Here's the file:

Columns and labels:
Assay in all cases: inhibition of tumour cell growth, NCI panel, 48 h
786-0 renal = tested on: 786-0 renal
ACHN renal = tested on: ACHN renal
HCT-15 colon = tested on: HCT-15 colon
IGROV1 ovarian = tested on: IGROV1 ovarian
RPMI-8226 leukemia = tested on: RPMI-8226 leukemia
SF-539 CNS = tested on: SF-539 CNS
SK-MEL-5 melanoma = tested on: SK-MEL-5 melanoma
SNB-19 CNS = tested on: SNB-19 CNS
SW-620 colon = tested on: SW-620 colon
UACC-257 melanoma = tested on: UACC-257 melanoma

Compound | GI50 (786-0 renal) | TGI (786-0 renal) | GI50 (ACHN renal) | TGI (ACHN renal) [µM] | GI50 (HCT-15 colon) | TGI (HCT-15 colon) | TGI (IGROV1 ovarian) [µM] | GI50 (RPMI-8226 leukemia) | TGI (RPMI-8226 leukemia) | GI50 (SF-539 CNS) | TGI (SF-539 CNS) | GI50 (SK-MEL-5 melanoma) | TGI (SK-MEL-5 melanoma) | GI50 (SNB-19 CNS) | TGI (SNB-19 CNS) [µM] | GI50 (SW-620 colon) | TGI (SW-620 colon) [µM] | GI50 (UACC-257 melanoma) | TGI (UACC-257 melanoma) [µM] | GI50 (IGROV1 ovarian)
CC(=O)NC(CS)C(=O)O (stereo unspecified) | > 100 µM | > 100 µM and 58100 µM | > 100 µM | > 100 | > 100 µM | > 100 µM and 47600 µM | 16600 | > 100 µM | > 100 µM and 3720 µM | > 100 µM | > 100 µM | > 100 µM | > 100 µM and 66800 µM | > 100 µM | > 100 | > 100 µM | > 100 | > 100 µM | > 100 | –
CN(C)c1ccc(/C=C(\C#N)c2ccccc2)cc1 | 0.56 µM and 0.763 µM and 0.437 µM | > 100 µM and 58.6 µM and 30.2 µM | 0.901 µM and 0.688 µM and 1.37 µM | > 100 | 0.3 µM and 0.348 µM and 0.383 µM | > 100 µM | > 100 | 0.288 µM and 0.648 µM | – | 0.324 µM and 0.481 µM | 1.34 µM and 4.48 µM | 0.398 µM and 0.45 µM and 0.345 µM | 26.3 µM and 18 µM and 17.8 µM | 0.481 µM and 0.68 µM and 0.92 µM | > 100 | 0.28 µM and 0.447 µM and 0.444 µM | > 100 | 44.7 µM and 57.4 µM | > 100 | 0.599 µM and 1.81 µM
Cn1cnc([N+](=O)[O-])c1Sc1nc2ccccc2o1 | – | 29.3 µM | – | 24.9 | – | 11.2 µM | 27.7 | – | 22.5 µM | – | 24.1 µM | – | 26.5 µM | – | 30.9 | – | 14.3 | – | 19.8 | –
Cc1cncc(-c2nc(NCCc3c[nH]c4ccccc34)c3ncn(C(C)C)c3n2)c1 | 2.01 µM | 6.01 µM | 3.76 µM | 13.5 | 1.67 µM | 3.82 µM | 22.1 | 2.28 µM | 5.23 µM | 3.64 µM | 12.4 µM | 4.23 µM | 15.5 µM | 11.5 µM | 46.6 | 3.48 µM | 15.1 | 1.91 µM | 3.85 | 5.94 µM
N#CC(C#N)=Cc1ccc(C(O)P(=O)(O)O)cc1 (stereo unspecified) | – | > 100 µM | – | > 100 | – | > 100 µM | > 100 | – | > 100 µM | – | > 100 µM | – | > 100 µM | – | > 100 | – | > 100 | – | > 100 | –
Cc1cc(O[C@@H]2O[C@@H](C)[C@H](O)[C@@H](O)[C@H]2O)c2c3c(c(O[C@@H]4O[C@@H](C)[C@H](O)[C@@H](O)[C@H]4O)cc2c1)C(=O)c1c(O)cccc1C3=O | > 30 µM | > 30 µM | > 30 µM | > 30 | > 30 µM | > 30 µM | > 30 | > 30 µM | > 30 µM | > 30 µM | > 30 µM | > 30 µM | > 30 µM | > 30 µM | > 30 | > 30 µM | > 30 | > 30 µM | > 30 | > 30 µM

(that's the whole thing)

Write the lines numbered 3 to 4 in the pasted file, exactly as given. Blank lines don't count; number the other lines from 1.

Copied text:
786-0 renal = tested on: 786-0 renal
ACHN renal = tested on: ACHN renal